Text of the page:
Canada’s Chorus Aviation reported a profit of C$32 million ($23.9 million) during the first quarter of 2023, boosted by parts sales and strong demand for its regional aircraft leasing business. 

For comparison, the company made C$22.9 million during the same three months of 2022, Chorus said during its quarterly earnings call on 9 May. 

Jazz Air Canada Express CRJ900-c-Bombardier

“It is good to see encouraging signs of increasing demand in the regional aviation sector, with improvements in aircraft rental rates and market values,” says Colin Copp, who took over as chief executive of Chorus earlier this year, succeeding long-time CEO Joseph Randall. 

Nova Scotia-based Chorus owns Canadian regional airlines Jazz Aviation and Voyageur Airways, plus aircraft lessor Falko Regional Aircraft. 

Chorus generated revenue of C$415 million during the period, a 21% increase from C$342 million during the first three months of last year. 

The company’s quarterly costs rose 18% year-on-year, to C$353 million from C$299 million. 


Chorus has recently shifted strategy to focus on growing its fund management business through Falko, which “will provide future opportunities to invest in creative transactions in adjacent and complementary business lines”, Copp says. 

“We continue to transition toward an asset-light leasing model that will reduce our leverage, the risks of the business and provide a higher quality of earnings as we execute on asset sales,” he adds.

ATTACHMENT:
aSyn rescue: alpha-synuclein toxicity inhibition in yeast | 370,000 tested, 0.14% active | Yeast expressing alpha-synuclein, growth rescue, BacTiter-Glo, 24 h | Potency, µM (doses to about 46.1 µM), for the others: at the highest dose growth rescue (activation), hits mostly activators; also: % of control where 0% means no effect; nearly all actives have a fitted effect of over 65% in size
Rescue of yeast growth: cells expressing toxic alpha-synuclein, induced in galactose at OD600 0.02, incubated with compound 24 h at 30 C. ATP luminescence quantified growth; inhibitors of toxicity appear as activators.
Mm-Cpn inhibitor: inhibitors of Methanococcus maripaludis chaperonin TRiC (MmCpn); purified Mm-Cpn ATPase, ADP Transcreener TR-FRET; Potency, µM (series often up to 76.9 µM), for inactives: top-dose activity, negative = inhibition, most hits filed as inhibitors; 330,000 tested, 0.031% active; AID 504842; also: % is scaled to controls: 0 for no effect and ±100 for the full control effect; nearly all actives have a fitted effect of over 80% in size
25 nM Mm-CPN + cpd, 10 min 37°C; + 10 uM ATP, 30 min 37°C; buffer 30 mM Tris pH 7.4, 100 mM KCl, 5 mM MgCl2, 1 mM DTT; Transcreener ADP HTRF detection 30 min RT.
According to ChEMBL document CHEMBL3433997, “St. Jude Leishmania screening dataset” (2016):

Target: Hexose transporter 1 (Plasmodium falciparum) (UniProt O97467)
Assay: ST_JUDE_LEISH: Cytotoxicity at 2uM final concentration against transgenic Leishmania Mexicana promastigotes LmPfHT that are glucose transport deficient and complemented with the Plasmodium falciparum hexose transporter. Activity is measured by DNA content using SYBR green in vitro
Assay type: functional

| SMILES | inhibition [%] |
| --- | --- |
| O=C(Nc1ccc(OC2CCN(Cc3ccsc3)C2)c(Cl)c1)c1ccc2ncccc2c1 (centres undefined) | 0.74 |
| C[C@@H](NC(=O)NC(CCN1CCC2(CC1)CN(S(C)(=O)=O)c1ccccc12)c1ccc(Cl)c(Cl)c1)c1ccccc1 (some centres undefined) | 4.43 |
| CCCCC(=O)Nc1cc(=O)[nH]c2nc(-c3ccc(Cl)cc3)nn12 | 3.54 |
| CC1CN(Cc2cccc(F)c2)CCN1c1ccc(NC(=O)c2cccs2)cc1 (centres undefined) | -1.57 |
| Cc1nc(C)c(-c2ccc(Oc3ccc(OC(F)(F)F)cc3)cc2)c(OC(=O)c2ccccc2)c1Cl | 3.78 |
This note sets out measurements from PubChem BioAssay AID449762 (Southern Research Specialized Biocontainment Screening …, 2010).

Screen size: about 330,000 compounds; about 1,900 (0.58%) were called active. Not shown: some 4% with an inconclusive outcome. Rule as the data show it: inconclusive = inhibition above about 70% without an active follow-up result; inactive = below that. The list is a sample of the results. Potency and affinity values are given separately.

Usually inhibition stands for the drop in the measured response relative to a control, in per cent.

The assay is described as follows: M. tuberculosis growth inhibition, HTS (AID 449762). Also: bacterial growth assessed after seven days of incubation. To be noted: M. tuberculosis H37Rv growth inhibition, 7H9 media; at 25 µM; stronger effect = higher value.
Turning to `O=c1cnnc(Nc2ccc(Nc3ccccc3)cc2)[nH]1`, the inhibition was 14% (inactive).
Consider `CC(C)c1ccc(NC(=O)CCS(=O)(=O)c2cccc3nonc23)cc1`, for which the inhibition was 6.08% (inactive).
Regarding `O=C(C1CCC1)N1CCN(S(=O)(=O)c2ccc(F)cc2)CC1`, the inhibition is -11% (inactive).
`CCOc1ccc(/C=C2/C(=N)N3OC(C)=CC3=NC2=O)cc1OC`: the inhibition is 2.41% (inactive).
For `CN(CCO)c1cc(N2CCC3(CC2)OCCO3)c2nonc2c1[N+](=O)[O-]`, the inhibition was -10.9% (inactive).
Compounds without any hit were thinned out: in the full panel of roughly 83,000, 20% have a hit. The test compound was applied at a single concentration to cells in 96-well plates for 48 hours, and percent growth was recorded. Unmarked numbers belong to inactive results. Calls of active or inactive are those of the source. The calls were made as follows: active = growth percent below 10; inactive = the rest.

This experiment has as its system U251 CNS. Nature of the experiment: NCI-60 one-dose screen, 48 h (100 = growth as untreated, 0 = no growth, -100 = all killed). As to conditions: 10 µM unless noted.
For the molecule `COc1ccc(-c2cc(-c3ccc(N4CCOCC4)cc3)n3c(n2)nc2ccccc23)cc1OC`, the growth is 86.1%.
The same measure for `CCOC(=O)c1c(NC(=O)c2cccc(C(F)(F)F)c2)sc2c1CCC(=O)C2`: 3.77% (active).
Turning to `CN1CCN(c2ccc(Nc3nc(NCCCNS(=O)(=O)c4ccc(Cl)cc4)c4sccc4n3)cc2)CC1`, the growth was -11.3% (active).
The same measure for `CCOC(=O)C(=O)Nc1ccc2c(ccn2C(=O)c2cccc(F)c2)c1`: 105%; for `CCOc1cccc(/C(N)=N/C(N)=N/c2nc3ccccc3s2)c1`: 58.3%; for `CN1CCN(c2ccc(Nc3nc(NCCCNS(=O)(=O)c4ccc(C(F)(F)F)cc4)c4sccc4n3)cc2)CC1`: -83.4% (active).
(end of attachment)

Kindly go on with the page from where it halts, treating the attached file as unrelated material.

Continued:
Chorus’ revenue from parts sales, third-party MRO activity and contract flying increased by C$6.7 million compared with the first quarter of 2022. 

“For the first time in our history, Voyageur earned C$30 million in quarterly revenue, driven mainly by improved parts sales,” Copp says. 

The company’s bottom line was also boosted by an increase of aircraft-leasing revenue of C$2.4 million ”primarily due to a higher US dollar exchange rate”, Chorus says. 

“During the quarter, Falko announced transactions relating to 24 aircraft, including lease extensions on six aircraft primarily related to the regional jet sector and European markets,” Copp says. 

The largest regional operator in Canada, Jazz – which flies under the branding of Air Canada Express – currently has 107 regional jets and turboprops in service, according to Cirium fleets data. 

Chorus anticipates generating revenue between $1.5 billion and $1.7 billion for the full year of 2023. Last year’s revenue totalled C$1.6 billion.